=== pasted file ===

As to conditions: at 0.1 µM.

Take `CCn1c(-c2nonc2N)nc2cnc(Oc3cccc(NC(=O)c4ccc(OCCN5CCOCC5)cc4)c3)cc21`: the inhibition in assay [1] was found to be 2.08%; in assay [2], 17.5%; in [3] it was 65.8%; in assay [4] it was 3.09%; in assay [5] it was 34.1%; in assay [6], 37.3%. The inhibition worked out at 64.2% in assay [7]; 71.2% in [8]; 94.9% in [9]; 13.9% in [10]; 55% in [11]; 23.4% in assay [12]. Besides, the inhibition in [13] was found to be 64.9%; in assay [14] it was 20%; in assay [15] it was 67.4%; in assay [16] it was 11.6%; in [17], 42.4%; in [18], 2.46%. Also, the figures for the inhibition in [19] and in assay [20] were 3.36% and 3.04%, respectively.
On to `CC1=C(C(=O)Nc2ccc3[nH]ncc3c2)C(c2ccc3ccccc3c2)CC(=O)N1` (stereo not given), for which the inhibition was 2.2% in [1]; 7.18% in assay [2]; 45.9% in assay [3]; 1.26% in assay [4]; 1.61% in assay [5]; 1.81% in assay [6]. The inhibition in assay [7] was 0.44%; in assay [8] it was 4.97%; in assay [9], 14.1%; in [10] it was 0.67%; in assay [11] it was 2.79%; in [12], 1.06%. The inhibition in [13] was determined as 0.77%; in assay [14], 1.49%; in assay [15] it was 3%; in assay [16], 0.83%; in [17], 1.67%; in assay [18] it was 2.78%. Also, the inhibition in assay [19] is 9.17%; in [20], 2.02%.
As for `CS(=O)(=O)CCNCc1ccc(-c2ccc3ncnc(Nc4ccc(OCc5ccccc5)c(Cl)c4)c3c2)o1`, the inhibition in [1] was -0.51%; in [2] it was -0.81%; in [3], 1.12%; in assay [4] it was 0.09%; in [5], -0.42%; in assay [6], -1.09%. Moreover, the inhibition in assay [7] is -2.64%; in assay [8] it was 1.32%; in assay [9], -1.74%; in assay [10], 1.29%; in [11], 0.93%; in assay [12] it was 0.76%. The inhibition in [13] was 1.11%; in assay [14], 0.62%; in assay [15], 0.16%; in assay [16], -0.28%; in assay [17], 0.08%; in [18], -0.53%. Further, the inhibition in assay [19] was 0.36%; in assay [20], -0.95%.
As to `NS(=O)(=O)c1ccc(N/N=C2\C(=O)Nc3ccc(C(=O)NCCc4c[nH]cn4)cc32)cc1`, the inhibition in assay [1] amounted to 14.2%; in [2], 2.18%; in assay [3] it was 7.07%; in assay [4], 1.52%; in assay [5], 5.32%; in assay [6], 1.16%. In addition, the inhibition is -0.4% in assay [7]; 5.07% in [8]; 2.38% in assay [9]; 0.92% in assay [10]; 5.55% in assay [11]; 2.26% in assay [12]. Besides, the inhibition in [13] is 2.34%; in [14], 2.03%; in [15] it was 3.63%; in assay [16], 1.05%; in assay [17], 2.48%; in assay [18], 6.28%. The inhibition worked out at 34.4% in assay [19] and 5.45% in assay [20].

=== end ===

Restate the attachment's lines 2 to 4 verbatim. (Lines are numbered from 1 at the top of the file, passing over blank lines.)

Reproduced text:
Take `CCn1c(-c2nonc2N)nc2cnc(Oc3cccc(NC(=O)c4ccc(OCCN5CCOCC5)cc4)c3)cc21`: the inhibition in assay [1] was found to be 2.08%; in assay [2], 17.5%; in [3] it was 65.8%; in assay [4] it was 3.09%; in assay [5] it was 34.1%; in assay [6], 37.3%. The inhibition worked out at 64.2% in assay [7]; 71.2% in [8]; 94.9% in [9]; 13.9% in [10]; 55% in [11]; 23.4% in assay [12]. Besides, the inhibition in [13] was found to be 64.9%; in assay [14] it was 20%; in assay [15] it was 67.4%; in assay [16] it was 11.6%; in [17], 42.4%; in [18], 2.46%. Also, the figures for the inhibition in [19] and in assay [20] were 3.36% and 3.04%, respectively.
On to `CC1=C(C(=O)Nc2ccc3[nH]ncc3c2)C(c2ccc3ccccc3c2)CC(=O)N1` (stereo not given), for which the inhibition was 2.2% in [1]; 7.18% in assay [2]; 45.9% in assay [3]; 1.26% in assay [4]; 1.61% in assay [5]; 1.81% in assay [6]. The inhibition in assay [7] was 0.44%; in assay [8] it was 4.97%; in assay [9], 14.1%; in [10] it was 0.67%; in assay [11] it was 2.79%; in [12], 1.06%. The inhibition in [13] was determined as 0.77%; in assay [14], 1.49%; in assay [15] it was 3%; in assay [16], 0.83%; in [17], 1.67%; in assay [18] it was 2.78%. Also, the inhibition in assay [19] is 9.17%; in [20], 2.02%.
As for `CS(=O)(=O)CCNCc1ccc(-c2ccc3ncnc(Nc4ccc(OCc5ccccc5)c(Cl)c4)c3c2)o1`, the inhibition in [1] was -0.51%; in [2] it was -0.81%; in [3], 1.12%; in assay [4] it was 0.09%; in [5], -0.42%; in assay [6], -1.09%. Moreover, the inhibition in assay [7] is -2.64%; in assay [8] it was 1.32%; in assay [9], -1.74%; in assay [10], 1.29%; in [11], 0.93%; in assay [12] it was 0.76%. The inhibition in [13] was 1.11%; in assay [14], 0.62%; in assay [15], 0.16%; in assay [16], -0.28%; in assay [17], 0.08%; in [18], -0.53%. Further, the inhibition in assay [19] was 0.36%; in assay [20], -0.95%.